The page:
A US-based company selling knife subscription boxes is no longer shipping knives to the UK, following a VICE World News investigation showing how easy it was to obtain the weapons, some of which are illegal in Britain without ID.
Since our story was published last month, Knife-A-Month has removed delivery options for customers outside the US, which means it is also no longer shipping to Canada or Australia.
The move is significant, as under existing British legislation, while UK-based companies have to confirm a customer is over 18 before selling a package containing a knife of any kind, companies outside of the UK are under no such obligation.
VICE World News was able to receive a subscription box last year without providing any proof of age, the parcel containing the knives was left outside the delivery address for six hours and did not require a signature, and all three knives were illegal to carry in public in the UK “without good reason”. One of the three knives - all of which we later deposited into a knife drop bin – was a “credit card knife” that police have previously sounded warnings about.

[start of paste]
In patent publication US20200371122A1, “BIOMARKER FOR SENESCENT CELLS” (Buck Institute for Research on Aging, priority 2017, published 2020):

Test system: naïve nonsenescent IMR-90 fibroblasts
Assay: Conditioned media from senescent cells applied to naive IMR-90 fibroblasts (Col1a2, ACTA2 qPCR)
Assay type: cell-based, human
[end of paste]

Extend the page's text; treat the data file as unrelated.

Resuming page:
Knife-A-Month, which advertises on Instagram where it has more than 160,000 followers, did not respond when asked why it had stopped shipping outside of the US.
But anti-knife campaigners welcomed the move, and said the reporting had led to the change in policy.
“While I’m very pleased with this change, much more needs to be done to stop dangerous knives being bought and placed into the wrong hands,” said Sarah Jones MP, Shadow Minister for Policing and the Fire Service and founder of the All-Party Parliamentary Group on Knife Crime.
“The government should go much further to reduce the opportunities for young people to get hold of knives online and must pay more attention to the root causes of knife crime, and the interventions needed to fix it."
Lucie Russell, CEO of anti-knife crime charity StreetDoctors, said it was “incredibly welcome news” that Knife-A-Month was no longer selling boxes of knives to customers in the UK.
“Reducing knife availability, especially when such aggressive targeting is going with it, is vital, as is tackling the myriad of causes that lead to knife carrying,” she said.
Patrick Green, CEO of the Ben Kinsella Trust, a charity that works to tackle knife crime through education and campaigning, added: “This shows how effective campaigning can influence retailers to put the public good ahead of profit. As I said in the original piece, these knives serve no useful purpose in our society, and the US retailer's decision to refuse to sell them in the UK is great news.
“I now hope that other retailers will see the wisdom of this decision and follow suit. It might be a small step, but it is another step in the right direction to stop these knives from ending up on our streets.”